# Smooth number

In number theory, a positive integer is called B-smooth if none of its prime factors are greater than B. For example, 1,620 has prime factorization 22 × 34 × 5; therefore 1,620 is 5-smooth since none of its prime factors are greater than 5. 5-smooth numbers are also called regular numbers or Hamming numbers and arise in the study of Babylonian mathematics, music theory, and as a test problem for functional programming. 7-smooth numbers are sometimes called highly composite, although this conflicts with another meaning of that term.

Note that B does not have to be a prime factor. If the largest prime factor of a number is p then the number is B-smooth for any Bp. Usually B is given as a prime, but composite numbers work as well. A number is B-smooth if and only if it is p-smooth, where p is the largest prime less than or equal to B.

An important practical application of smooth numbers is for fast Fourier transform (FFT) algorithms such as the Cooley-Tukey FFT algorithm that operate by recursively breaking down a problem of a given size n into problems the size of its factors. By using B-smooth numbers, one ensures that the base cases of this recursion are small primes, for which efficient algorithms exist. (Large prime sizes require less-efficient algorithms such as Bluestein's FFT algorithm.)

## Powersmooth numbers

Further, m is called B-powersmooth if all prime powers ${\displaystyle \scriptstyle p_{i}^{n_{i}}}$ dividing m satisfy:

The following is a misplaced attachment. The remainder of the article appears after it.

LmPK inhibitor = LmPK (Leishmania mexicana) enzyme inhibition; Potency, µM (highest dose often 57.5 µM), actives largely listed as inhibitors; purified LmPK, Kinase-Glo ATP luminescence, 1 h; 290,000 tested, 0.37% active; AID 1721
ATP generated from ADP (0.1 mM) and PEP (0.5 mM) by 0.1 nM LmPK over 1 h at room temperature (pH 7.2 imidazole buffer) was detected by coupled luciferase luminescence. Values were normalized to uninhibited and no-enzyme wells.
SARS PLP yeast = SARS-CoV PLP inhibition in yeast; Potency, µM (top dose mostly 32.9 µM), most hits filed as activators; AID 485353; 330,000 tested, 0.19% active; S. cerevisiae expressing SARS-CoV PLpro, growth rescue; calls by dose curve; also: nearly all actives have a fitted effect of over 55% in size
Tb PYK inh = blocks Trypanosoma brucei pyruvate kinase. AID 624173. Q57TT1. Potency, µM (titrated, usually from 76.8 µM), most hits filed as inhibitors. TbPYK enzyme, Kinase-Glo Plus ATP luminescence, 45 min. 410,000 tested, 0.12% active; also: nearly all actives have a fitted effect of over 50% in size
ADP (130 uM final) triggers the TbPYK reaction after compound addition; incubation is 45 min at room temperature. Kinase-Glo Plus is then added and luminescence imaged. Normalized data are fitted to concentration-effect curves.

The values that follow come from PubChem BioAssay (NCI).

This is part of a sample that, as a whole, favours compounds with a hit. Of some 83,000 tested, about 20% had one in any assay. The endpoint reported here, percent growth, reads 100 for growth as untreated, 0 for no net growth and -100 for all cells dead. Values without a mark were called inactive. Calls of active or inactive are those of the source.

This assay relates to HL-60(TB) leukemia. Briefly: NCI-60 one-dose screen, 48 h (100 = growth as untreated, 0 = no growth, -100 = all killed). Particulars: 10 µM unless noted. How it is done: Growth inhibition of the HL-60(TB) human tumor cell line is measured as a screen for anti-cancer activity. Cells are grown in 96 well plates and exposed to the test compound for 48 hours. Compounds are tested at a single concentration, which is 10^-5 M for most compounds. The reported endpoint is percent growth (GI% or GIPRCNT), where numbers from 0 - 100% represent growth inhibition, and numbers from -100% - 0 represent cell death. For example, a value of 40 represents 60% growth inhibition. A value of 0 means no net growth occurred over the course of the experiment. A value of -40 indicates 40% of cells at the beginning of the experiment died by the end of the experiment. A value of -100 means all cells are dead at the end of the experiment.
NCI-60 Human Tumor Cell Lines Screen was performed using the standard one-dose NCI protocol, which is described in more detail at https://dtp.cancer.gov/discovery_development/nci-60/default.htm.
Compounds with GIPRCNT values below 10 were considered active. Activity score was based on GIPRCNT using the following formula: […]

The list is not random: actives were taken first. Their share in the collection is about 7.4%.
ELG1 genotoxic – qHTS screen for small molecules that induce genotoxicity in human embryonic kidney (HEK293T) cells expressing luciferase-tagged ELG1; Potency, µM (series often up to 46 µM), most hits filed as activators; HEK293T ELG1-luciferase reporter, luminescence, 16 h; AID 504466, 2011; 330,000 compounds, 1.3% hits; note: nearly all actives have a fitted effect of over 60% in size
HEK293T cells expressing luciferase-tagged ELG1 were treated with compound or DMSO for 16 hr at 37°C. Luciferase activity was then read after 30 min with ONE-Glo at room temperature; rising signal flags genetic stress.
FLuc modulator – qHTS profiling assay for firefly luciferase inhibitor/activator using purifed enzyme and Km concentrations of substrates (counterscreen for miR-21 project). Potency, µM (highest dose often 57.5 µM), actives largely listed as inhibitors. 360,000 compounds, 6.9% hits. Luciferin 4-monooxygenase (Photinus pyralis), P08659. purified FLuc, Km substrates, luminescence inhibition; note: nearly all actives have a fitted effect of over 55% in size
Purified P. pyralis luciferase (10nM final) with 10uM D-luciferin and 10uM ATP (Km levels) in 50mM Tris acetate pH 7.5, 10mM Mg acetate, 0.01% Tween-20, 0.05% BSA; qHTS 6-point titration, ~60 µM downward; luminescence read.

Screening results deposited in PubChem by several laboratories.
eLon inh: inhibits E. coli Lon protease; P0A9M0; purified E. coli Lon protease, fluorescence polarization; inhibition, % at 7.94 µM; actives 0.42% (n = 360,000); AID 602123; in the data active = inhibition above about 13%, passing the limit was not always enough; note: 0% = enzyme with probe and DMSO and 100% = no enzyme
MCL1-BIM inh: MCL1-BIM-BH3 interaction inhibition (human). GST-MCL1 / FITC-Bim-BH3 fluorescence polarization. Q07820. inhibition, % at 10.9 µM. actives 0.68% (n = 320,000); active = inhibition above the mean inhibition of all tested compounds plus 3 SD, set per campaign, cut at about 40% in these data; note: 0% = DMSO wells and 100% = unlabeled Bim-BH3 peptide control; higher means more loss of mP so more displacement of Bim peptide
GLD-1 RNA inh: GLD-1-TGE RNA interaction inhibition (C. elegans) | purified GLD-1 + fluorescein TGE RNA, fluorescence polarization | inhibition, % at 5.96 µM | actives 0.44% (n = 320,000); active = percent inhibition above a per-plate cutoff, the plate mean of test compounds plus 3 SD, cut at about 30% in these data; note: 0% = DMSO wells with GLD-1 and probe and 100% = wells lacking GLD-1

${\displaystyle p_{i}^{n_{i}}\leq B.\,}$

For example, 243251 is 16-powersmooth since its greatest prime factor power is 24 = 16. The number is also 17-powersmooth, 18-powersmooth, 19-powersmooth, etc.

B-smooth and B-powersmooth numbers have applications in number theory, such as in Pollard's p − 1 algorithm. Such applications are often said to work with "smooth numbers," with no B specified; this means the numbers involved must be B-smooth for some unspecified small number B; as B increases, the performance of the algorithm or method in question degrades rapidly. For example, the Pohlig-Hellman algorithm for computing discrete logarithms has a running time of O(B1/2) for groups of B-smooth order.

## Distribution

Let ${\displaystyle \scriptstyle \Psi (x,y)}$ denote the de Bruijn function, the number of y-smooth integers less than or equal to x.

If the smoothness bound B is fixed and small, there is a good estimate for ${\displaystyle \scriptstyle \psi (x,B)}$:

${\displaystyle \Psi (x,B)\sim {\frac {1}{\pi (B)!}}\prod _{p\leq B}{\frac {\log x}{\log p}}.}$

Otherwise, define the parameter u as u = log x / log y: that is, x = yu. Then we have

${\displaystyle \Psi (x,y)=x\cdot \rho (u)+O\left({\frac {x}{\log y}}\right)}$

where ${\displaystyle \scriptstyle \rho (u)}$ is the Dickman-de Bruijn function.